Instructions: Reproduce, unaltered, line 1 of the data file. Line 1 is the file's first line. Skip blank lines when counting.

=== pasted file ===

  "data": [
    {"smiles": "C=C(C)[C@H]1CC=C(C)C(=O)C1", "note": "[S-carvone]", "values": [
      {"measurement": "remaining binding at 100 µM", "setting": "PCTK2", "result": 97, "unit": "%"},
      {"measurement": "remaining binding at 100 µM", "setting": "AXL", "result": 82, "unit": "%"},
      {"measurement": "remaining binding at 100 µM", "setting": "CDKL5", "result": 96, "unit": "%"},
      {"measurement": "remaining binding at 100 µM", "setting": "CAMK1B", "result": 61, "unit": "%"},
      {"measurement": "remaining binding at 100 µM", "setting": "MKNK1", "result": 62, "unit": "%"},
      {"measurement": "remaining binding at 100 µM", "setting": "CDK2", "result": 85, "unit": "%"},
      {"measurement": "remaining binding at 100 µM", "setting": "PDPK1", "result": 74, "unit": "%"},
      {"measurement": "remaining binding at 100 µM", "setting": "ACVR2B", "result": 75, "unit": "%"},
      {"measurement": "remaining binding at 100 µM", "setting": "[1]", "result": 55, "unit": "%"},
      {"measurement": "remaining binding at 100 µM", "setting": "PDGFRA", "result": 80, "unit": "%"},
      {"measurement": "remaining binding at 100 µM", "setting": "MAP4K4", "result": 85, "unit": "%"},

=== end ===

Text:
  "data": [